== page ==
- Ankle movement: start on one side, then do the other. Lift the heel off the floor and release. Then flex and point the foot. End with ankle rotations, 6 times each side.
In the next part of the Chair Yoga class, move on to some coordination and strength exercises, which will take about 15 minutes:
Instruct students to:
- Stretch the arms sideways, drawing big circles.
- Hold an (imaginary) ball, circling away from the body and back in the front.
- Place the hands behind the back of the head or crossed in front of the chest, twisting in both directions.
- Row the boat, moving the upper body and arms.
- Squeeze the hands, imagine pressing and releasing a ball with the palms facing each other.
- Squeeze the buttocks, contracting the muscles and release.
- Stand up and sit down, holding the armrests or crossing the arms in front of the chest.
- Place the ankle over the opposite knee and, if possible, bend forward for a hip opener.
- Perform seated Single-Leg Raises: Sit in the front part of the chair, activate the feet and leg muscles and stretch the leg forward, lift it up parallel to the floor and release.
- Work on core stability: Sit up straight and then lean slightly backward, and back to the center. Then lean slightly forward and come back to the center.
The last part of the class is dedicated to some Chair Yoga asana (15 more minutes):
- Seated Mountain: Lift the arms with the palms touching or keep the hands in front of the heart
- Seated Cat Pose: Hold the armrests or the knees, and alternately hollow and round the back, using your breath.
- Seated Triangle: Reach up with one arm and to the opposite side, giving a nice gentle side stretch. Repeat to the other side too.
- Seated Half Twist Pose: Sit on the front edge of the chair, lengthen the spine, then place one hand behind the tailbone and one at the outside of the upper leg and twist to look as far behind you as you can.
- Seated Eagle Pose: Sit on the front edge of the chair, lengthen the spine, and place your hand in eagle position (with modifications if necessary). Repeat to the other side too.
- Seated Cow Face Pose: Sit on the front edge of the chair, lengthen the spine, and place your hand in cow face position (with modifications if necessary). Repeat to the other side too.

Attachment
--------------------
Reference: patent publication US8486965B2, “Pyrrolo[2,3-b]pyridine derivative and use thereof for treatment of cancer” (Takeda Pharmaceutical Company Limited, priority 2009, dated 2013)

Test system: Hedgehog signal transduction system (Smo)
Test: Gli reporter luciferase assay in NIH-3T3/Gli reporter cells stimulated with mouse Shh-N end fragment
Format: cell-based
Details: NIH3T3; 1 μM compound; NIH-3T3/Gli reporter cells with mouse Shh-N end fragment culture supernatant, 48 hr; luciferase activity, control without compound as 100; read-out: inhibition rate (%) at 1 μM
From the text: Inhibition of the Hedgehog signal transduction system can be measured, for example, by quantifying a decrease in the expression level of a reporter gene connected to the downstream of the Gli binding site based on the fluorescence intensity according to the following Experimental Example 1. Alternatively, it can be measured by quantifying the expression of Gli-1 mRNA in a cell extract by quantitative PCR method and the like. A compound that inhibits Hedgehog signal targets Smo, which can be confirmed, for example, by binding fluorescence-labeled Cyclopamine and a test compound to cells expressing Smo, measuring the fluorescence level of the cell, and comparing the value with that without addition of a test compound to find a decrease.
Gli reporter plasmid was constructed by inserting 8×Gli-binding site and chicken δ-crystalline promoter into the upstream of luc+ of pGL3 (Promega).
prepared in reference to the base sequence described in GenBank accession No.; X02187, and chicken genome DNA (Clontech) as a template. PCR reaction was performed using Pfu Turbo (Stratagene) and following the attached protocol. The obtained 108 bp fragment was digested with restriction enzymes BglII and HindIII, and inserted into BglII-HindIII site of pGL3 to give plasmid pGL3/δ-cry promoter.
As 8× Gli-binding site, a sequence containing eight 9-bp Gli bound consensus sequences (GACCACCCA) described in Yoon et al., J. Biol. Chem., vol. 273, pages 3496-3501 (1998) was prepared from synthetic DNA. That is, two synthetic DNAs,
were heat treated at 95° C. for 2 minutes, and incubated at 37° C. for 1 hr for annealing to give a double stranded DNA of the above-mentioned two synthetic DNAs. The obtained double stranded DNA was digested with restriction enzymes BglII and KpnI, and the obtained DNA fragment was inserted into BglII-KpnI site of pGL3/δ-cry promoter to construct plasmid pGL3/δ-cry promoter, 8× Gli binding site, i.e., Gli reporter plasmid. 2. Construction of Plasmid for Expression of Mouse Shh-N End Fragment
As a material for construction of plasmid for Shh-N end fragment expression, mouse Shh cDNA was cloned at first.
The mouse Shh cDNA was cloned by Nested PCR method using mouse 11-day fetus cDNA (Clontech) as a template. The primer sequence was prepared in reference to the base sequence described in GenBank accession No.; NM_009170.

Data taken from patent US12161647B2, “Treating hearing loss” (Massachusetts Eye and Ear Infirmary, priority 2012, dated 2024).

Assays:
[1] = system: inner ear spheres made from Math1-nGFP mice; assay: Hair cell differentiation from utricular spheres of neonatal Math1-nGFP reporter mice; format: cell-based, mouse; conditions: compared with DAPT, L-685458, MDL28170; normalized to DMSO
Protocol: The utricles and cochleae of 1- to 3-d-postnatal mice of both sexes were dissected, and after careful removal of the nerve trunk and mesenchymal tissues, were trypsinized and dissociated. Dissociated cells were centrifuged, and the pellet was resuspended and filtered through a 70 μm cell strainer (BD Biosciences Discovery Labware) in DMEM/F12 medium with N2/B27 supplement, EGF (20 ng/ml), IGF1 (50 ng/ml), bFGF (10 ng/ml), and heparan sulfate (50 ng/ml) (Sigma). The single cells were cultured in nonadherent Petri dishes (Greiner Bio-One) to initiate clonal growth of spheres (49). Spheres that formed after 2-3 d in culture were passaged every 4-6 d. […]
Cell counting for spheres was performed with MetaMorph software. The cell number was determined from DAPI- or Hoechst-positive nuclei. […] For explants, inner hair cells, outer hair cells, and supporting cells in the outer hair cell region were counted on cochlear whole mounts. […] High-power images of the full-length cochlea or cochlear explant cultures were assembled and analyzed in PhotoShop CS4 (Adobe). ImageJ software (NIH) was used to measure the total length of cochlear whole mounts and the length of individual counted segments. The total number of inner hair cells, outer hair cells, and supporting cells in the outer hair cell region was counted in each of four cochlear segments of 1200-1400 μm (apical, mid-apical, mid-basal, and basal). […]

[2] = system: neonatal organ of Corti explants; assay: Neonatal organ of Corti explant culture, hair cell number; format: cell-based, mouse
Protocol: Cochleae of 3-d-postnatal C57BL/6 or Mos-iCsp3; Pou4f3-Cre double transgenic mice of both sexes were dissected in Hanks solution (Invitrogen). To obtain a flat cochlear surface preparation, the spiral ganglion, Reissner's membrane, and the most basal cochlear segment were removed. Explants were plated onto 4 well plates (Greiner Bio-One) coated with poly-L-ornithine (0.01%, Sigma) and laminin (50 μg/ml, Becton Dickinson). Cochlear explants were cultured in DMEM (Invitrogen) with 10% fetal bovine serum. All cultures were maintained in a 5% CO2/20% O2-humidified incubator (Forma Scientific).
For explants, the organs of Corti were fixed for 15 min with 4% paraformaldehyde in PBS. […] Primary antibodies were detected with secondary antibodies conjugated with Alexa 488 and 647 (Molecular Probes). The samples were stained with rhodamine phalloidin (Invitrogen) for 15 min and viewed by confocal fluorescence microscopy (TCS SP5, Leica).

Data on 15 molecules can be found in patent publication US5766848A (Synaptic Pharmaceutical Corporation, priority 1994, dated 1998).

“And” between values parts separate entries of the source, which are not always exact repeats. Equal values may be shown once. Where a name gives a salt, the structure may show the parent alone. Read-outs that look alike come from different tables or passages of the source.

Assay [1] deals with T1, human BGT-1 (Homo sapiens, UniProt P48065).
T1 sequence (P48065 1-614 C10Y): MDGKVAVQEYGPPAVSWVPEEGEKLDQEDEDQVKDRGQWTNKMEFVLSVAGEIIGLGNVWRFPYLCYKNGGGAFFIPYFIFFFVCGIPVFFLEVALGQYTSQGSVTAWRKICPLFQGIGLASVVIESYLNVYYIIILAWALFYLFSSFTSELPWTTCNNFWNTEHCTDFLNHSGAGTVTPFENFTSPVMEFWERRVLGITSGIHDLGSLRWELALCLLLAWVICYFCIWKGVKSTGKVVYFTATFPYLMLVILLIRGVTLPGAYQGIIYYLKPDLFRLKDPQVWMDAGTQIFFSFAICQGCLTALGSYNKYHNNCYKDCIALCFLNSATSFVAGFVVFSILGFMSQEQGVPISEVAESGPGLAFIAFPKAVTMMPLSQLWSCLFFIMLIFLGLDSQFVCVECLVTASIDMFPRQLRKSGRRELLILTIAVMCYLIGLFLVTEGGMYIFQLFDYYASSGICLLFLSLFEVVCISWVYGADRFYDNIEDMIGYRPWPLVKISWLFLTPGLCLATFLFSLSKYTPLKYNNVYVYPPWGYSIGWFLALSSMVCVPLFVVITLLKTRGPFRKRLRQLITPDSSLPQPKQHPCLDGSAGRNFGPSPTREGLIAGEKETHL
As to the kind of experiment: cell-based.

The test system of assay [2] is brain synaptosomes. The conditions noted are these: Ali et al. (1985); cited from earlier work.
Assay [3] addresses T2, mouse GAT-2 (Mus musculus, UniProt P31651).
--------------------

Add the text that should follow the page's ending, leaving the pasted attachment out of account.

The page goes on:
End the practice with a 10-minute final relaxation, allowing the students to relax their body in the chair with their eyes closed. You can do a sound meditation or body-scan exercise.
Using Chair Yoga Elements in a Regular Yoga Class
A chair is a very handy tool that can be used in regular classes to support students with mobility issues, injury or chronic condition. A student might be able to do a gentle Sun Salutation and some supine and prone postures but might struggle with seated postures and forward folds. In this case you can use a chair and make regular yoga classes more inclusive and accessible to everyone.
Below you can find a sample class for a regular Arhanta Yoga Basic Sequence, adjusted to a student with severe back issues (multiple hernias):
- Easy sun salutation: Start with the feet wide. Step back with one leg, place the hands on the floor and go to all fours. Then make a cat/cow movement. Step forward with one leg, and then the other, with the feet hip-width apart again. This is the same variation as often used in pregnancy yoga.
- Headstand variation: Child’s pose with support under hips and head, so that the spine is elongated instead of headstand
- Shoulderstand: Supported Shoulderstand, with the feet propped up against the wall.
- Instead of Plough Pose, bring your buttocks against the wall and let the legs rest against the wall.
- Half Bridge Pose, two options: Use a small support under the hips or ask the student to do the dynamic version, moving the hips up and down with the breath.
- Fish Pose, with a cushion supporting the upper back and neck.
- Cow Face on the chair, as described above
- Seated Forward Bend, seated on the chair with the spine long and the legs stretched out in front, gently bending forward, or standing and using the chair as support
- Easy Table Pose instead of Inclined Plane.
- Backbends on the belly, such as Classical Cobra Pose and Bow Pose, can be substituted with Yin Yoga versions such as the Sphinx and Seal. Remind students to stay with 70% of their mobility in order to avoid any risk.
- Half Spinal Twist, seated on the chair, as described above.
- Triangle Pose, seated on the chair, as described above.
- Tree Pose, while holding the backrest of the chair.
- Seated or standing Mountain Pose
Teaching Chair Yoga and offering chair variations in a regular class is a very satisfactory way to teach. You can really make yoga accessible for people who’d otherwise probably would never step into a yoga class and help them reconnect with their bodies again. This is a group that may experience a great degree of insecurity, especially when it is their first time doing yoga. Over time, people may learn to trust their bodies and discover their possibilities in a new way. You, as a teacher, can guide them through this process.
About the Author
Omkar was born and raised in India, and grew up with traditional values. He has studied with various reputed teachers like Saraswathi Rangaswamy (daughter of Sri. Pattabhi Jois). His classes are fun and challenging for students of all levels. He teaches with focus, discipline and humor at the same time. His ability to comprehensively transmit knowledge helps students to mature into conﬁdent teachers.